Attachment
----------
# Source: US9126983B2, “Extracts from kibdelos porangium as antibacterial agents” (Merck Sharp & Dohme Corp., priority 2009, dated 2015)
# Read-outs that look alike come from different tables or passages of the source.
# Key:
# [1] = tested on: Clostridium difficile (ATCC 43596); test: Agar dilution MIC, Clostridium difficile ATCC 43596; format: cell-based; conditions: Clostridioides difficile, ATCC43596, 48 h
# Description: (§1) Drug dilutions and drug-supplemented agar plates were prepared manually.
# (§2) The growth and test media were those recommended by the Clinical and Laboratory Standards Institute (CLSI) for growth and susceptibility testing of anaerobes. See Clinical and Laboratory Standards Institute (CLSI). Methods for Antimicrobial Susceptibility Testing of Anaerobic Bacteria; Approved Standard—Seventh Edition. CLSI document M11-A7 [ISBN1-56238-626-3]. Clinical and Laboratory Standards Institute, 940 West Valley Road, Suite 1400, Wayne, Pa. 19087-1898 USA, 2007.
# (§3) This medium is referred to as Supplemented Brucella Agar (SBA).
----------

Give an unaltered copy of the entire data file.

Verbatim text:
# Source: US9126983B2, “Extracts from kibdelos porangium as antibacterial agents” (Merck Sharp & Dohme Corp., priority 2009, dated 2015)
# Read-outs that look alike come from different tables or passages of the source.
# Key:
# [1] = tested on: Clostridium difficile (ATCC 43596); test: Agar dilution MIC, Clostridium difficile ATCC 43596; format: cell-based; conditions: Clostridioides difficile, ATCC43596, 48 h
# Description: (§1) Drug dilutions and drug-supplemented agar plates were prepared manually.
# (§2) The growth and test media were those recommended by the Clinical and Laboratory Standards Institute (CLSI) for growth and susceptibility testing of anaerobes. See Clinical and Laboratory Standards Institute (CLSI). Methods for Antimicrobial Susceptibility Testing of Anaerobic Bacteria; Approved Standard—Seventh Edition. CLSI document M11-A7 [ISBN1-56238-626-3]. Clinical and Laboratory Standards Institute, 940 West Valley Road, Suite 1400, Wayne, Pa. 19087-1898 USA, 2007.
# (§3) This medium is referred to as Supplemented Brucella Agar (SBA).